The incident occurred for the second time this year in Sydney last Saturday, when Shane van Gisbergen was hit with a five-second penalty, relegating him from the podium.
This penalty resulted from a minor collision with Will Brown’s bumper on the final lap.
This is the second instance of bump-and-run dispute this year, with Erebus previously alleging van Gisbergen of employing similar tactics in Perth. However, a post-race objection filed by Erebus in that case proved futile.
Van Gisbergen didn’t openly criticize the race control in Sydney, yet his stance was obvious.
“My feelings are akin to the Newcastle situation, where I don’t want to express anything,” he noted, referring to the well-known mute protest.
“If they had shown what transpired in the previous five laps, the racing and what people managed to escape… it was thrilling, but it was significantly more than that final corner. I’m uncertain.”
André Heimgartner supported his fellow New Zealander, mentioning that the late position shifts near the top often lead to penalties.
“It’s all about context, the standards set, and a myriad of other things occurring in the race,” he elaborated.
“And you don’t get to see all the racing that happens throughout the field. Often, you end up… well, Chaz [Mostert] is also frequently nudging people aside. Many drivers do it. It’s not unique to one person.
“The cameras just focus on that. Sometimes you upset people, sometimes you are the one getting upset.”
Anton De Pasquale concurred, emphasizing that context matters.
“It relies on whether you’re the one being shoved or doing the shoving,” he added. “It depends on your situation. That typically influences your post-race feelings.
“However, it’s all about the context. If it’s a consistent occurrence throughout the race, then it’s part of the game till the chequered flag. If it’s an isolated incident, then…”
Erebus team leader, Barry Ryan, was outraged by van Gisbergen’s behaviour at that time, causing him to launch into a profanity-laden tirade on live television, leading to a $2500 fine.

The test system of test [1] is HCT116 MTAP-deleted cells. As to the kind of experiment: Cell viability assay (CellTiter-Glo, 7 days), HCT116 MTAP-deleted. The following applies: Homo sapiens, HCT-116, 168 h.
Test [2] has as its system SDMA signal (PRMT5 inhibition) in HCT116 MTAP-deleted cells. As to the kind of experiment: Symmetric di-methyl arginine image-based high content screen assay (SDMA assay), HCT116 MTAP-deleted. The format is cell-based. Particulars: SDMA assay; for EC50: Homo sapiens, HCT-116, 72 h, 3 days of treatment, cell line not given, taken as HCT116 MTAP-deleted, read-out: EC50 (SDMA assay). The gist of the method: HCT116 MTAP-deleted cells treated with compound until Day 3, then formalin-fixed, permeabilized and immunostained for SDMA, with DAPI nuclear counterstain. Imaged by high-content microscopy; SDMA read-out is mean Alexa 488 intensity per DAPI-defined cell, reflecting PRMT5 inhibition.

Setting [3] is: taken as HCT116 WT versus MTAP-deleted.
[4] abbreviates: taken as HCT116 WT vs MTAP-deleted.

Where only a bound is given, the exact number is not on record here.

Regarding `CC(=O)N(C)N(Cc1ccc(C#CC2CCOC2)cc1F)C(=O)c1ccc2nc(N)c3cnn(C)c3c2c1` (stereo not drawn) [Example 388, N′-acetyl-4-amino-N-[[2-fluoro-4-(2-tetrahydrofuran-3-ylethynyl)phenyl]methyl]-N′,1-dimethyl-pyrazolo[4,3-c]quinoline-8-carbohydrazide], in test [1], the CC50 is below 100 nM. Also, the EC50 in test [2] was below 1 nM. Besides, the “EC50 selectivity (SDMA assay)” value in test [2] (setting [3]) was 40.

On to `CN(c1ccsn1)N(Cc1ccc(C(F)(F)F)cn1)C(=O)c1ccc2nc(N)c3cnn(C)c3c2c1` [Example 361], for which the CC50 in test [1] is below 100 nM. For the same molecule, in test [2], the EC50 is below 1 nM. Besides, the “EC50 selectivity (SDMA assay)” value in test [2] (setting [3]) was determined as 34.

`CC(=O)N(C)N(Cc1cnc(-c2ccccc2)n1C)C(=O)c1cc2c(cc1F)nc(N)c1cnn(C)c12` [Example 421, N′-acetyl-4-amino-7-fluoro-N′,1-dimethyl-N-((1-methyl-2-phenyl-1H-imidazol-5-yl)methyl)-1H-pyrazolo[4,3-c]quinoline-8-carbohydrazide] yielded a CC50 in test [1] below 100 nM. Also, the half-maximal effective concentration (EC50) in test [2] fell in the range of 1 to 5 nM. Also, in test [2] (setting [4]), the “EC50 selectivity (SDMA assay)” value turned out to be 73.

He later clarified to F1 Flow.com that while lateral contact is acceptable, frontal to rear is not.
“It’s simply bump-and-run,” he explained. “It’s not permissible in any sport. NASCAR may tolerate many things, but not bump-and-run.
“It’s ironic, I was watching a feature on the NASCAR website last night discussing bump-and-run, and all drivers were unanimous in their rejection of it.
“It’s not acceptable as it equates to cheating. If you bump someone out, you pass them. It’s the simplest way. All we want to see are the side-by-side duels like the ones Will had with Cam [Waters] and [Chaz] Mostert.
“Shane is an expert at overtaking without resorting to bump-and-run. I don’t recall him receiving a penalty for the past five years. He was never going to evade this one. We simply wanted to ensure he didn’t.
“And that’s why I was livid. I was naturally under the impression that Shane always gets away with everything.”
Frequently Asked Questions (FAQs) about Bump-and-Run Controversy
What incident occurred at the Supercars race in Sydney?
Shane van Gisbergen was penalized with a five-second penalty after a minor collision with Will Brown’s bumper on the final lap, which took him off the podium.
Why was Shane van Gisbergen penalized?
Van Gisbergen was penalized for employing a controversial tactic known as ‘bump-and-run’, where a driver makes contact with another car in order to pass it.
Who defended Shane van Gisbergen?
André Heimgartner, a fellow New Zealander, and Anton De Pasquale defended Shane, pointing out that the visibility of late changes in positions often contribute to penalties, and context is critical in these situations.
What is the stance of Erebus boss Barry Ryan on bump-and-run?
Barry Ryan, the boss of Erebus, expressed strong opposition to the bump-and-run tactic. He was so outraged by Van Gisbergen’s use of it that he even had an expletive-laden outburst on live TV, which cost him $2500. Ryan believes this tactic equates to cheating.
Has Shane van Gisbergen been penalized for ‘bump-and-run’ before?
This was the second time this year that Shane van Gisbergen was involved in a bump-and-run controversy. However, he hasn’t had a penalty for five years prior to these incidents.